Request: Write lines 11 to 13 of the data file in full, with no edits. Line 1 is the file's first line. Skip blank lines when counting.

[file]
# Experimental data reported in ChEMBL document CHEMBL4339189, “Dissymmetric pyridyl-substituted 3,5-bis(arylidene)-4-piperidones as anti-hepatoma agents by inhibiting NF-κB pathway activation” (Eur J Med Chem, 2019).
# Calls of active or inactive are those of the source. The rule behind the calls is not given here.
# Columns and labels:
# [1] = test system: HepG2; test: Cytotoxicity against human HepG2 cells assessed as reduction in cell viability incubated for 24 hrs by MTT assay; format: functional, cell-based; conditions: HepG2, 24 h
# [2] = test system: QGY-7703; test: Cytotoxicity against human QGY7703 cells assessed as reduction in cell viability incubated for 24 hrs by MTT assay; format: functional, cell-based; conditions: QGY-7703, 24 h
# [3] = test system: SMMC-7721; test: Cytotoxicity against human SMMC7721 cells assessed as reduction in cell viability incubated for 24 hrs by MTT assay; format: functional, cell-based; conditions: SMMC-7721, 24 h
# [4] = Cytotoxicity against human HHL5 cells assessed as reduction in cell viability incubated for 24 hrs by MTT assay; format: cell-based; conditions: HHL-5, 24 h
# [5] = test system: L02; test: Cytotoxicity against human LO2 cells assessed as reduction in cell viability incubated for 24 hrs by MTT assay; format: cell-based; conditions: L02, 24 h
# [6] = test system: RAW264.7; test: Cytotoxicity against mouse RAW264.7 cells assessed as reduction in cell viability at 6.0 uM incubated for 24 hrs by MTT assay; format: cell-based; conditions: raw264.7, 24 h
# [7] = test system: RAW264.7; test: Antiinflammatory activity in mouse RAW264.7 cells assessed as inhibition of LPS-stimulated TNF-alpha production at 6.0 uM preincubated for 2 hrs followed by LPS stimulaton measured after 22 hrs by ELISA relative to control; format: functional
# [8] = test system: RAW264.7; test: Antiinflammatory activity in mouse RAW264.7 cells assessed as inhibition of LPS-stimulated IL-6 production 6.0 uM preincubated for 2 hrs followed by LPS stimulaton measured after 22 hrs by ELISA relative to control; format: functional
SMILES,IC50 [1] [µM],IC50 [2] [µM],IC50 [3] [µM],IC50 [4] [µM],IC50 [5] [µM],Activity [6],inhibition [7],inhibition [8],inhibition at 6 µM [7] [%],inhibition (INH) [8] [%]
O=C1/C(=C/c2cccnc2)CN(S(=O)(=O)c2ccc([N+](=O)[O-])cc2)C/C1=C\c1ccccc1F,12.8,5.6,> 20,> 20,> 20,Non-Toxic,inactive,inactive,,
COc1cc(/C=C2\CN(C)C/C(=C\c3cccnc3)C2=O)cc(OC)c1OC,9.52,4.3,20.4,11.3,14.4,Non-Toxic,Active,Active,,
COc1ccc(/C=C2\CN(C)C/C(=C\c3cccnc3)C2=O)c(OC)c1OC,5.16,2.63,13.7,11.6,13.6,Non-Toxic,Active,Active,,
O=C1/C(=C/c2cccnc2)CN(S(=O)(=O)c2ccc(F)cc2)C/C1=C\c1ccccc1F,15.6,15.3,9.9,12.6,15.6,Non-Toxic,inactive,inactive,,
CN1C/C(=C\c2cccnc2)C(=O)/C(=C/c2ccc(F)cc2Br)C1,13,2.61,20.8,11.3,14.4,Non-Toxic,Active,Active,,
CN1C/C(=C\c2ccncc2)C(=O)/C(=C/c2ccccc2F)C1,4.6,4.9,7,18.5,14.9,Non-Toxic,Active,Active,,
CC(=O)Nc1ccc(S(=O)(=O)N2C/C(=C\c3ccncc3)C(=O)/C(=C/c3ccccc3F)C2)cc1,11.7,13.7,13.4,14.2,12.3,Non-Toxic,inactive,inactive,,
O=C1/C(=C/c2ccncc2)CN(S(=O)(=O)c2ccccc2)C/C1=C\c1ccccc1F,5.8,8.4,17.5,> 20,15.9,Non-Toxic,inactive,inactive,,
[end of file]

# [8] = test system: RAW264.7; test: Antiinflammatory activity in mouse RAW264.7 cells assessed as inhibition of LPS-stimulated IL-6 production 6.0 uM preincubated for 2 hrs followed by LPS stimulaton measured after 22 hrs by ELISA relative to control; format: functional
SMILES,IC50 [1] [µM],IC50 [2] [µM],IC50 [3] [µM],IC50 [4] [µM],IC50 [5] [µM],Activity [6],inhibition [7],inhibition [8],inhibition at 6 µM [7] [%],inhibition (INH) [8] [%]
O=C1/C(=C/c2cccnc2)CN(S(=O)(=O)c2ccc([N+](=O)[O-])cc2)C/C1=C\c1ccccc1F,12.8,5.6,> 20,> 20,> 20,Non-Toxic,inactive,inactive,,